9 Exciting Commanders in Core Set 2020

Adam StyborskiCommander

Core Set 2020 is a legendary set. With the return of protection as an evergreen mechanic, new (and powerful) answers for enemy colors in each color, and a trio of Chandra Planeswalkers at the center, the dial is firmly cranked up to 11 12.

Twelve new legendary creatures are coming, each with new ways to impact the format, update your favorite deck, or kick-start an all-new phenomenon. From mono-colored tribal leaders to a five-color machine destined to draw removal out, each one adds a new wrinkle to work with.

Mono-Colored Monsters

Sephara, Sky’s Blade

Taking to the skies and attacking in the air is a tried and true way to close out a Limited game. It’s also one of the best ways to stay in and eventually win a game of Commander. Flying is why Sephara, Sky’s Blade is a sneaky solid option for some Commander decks.

All the new mono-colored legendary creatures in Core Set 2020 have hefty mana costs. Normally, Sephara would be a seven-mana task to complete, but with some help from her flying friends, she can pop into play earlier than your opponents expect.

Giving other creatures with flying indestructible is a great way to hedge against removal spells and effects what would sweep the battlefield clear, and it puts her as a solid option to join a deck full of Angels or other flying creatures. (Feather, the Redeemed, anyone?)

You don’t have to get fancy to make the most of Sephara, either. Battle Screech was just reprinted in Modern Horizons, and the Thopters you can make with Hangarback Walker or Sharding Sphinx make nice companions to an early Sephara in the right deck.

Vilis, Broker of Blood

Perhaps the strongest new Commander option among the mono-colored options in Core Set 2020 is Vilis, Broker of Blood. Eight mana is a huge hurdle to overcome (though enough copies of Shadowborn Apostle can grab any Demon you might need, and Zombify effects always work, too), but the payoff is huge: Pay one black mana and two life to put a -1/-1 counter on something and draw two cards.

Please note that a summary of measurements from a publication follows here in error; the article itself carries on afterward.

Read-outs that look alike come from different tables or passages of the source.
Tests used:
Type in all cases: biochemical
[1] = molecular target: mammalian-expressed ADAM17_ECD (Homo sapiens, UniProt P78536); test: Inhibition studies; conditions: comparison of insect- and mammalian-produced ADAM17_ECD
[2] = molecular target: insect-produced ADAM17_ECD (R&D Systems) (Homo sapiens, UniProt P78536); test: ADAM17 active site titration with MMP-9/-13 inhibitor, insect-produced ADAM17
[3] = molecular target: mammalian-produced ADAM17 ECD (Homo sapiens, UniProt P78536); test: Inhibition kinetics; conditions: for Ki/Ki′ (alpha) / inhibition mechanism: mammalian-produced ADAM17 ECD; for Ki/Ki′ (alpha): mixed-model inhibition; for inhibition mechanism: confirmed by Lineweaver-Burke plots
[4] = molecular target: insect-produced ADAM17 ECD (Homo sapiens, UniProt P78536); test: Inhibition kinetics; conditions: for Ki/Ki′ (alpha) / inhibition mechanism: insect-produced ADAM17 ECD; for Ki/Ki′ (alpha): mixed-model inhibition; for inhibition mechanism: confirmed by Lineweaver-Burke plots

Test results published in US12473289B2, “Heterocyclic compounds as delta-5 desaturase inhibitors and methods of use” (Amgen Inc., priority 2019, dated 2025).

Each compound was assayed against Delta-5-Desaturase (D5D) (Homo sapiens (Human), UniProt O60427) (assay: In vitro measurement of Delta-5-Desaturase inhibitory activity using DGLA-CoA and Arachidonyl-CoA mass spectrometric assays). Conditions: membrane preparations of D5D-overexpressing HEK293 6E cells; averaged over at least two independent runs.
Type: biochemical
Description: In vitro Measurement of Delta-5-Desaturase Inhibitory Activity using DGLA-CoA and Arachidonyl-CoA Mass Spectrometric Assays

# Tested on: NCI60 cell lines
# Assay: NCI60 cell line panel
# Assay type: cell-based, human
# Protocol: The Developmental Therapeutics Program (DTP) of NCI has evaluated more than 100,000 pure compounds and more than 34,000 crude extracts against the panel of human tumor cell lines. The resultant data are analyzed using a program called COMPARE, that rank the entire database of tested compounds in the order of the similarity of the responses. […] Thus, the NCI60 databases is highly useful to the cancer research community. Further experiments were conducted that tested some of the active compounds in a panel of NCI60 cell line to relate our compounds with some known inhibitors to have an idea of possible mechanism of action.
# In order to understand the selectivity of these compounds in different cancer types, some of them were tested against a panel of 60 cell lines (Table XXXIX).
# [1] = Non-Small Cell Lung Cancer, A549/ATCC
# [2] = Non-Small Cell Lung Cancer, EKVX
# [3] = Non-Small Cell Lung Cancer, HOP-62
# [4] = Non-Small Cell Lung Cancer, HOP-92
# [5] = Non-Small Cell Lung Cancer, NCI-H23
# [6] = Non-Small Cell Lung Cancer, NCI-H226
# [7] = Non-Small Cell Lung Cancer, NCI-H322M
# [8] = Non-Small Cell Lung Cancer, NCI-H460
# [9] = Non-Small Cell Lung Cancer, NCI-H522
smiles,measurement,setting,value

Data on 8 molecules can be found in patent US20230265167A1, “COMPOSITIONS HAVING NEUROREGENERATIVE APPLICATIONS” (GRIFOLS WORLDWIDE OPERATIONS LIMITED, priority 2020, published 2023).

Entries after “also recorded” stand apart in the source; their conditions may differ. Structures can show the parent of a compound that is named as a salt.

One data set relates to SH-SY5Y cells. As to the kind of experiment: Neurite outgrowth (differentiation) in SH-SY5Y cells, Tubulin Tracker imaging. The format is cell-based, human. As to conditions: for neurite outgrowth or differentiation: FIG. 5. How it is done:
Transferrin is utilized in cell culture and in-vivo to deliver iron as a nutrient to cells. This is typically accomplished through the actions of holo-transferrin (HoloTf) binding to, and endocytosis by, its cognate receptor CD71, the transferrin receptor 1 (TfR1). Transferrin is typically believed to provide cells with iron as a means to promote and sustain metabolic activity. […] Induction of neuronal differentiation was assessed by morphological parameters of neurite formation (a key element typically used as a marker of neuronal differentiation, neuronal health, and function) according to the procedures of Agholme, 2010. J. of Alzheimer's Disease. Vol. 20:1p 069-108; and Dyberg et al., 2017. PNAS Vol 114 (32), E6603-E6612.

What can you do if you draw cards every time you take damage or pay life for other effects? Anything you can dream of. Font of Agonies and Carnival of Souls add plenty of synergy, but if you’re bold enough to commit to it, Measure of Wicknedness turns into a no-win scenario for everyone else.

And if you want to go all-in on spectacle, decks that gain tons of life to play into Aetherflux Reservoir and Necropotence will find Vilis a fit worth the risk.

Gargos, Vicious Watcher

An unexpected and surprising legendary creature in Core Set 2020 is our new Hydra tribal leader Gargos, Vicious Watcher. The secret isn’t in being big with vigilance or packing free copies of Prey Upon — it’s the big discount Gargos gives you for other Hydras.

Genesis Hydra. Hooded Hydra. Hydradoodle, if you’re into adding some silver-bordered fun to your decks. The power of some Hydras skyrockets when you have four more free mana to put into them. And alongside other Hydras like Ulvenwald Hydra and Hydra Omnivore, mean green creatures have plenty of power.

Discounting a creature type by four mana works with a few outliers as well. Morophon, the Boundless and other big changelings (Valiant Changeling and Cairn Wanderer are spicy) mean Gargos can show up in surprising places.

Friends Among Enemy Colors

On the other side of the Core Set 2020 coin are enemy “wedge”-colored legendary creatures with aggressive mana costs. Hitting the required three colors is the tricky part, but with access to all of Magic‘s greatest lands, casting these creatures isn’t as challenging as it is in Standard—and each is an exciting way to kick off a powerful Commander deck.

Kaalia, Zenith Seeker

Kaalia, Zenith Seeker is a riff on the classic Commander 2013 creature Kaalia of the Vast. Do you like Angels, Demons, and/or Dragons? Kaalia lets you command all of them in the same deck, setting up a greatest hits of flying awesome to play with. (And, as a nice nod, the three mono-colored legendary creatures in Core Set 2020 in Kaalia‘s colors are an Angel, a Demon, and a Dragon!)

Cards with changeling give you clever ways to expand what Kaalia can find: Graveshifter, Crib Swap, and Taurean Mauler all qualify as Angels, Demons, and Dragons, too. Additionally, other cards that care about those tribal types will ensure you have payoffs with or without Kaalia around: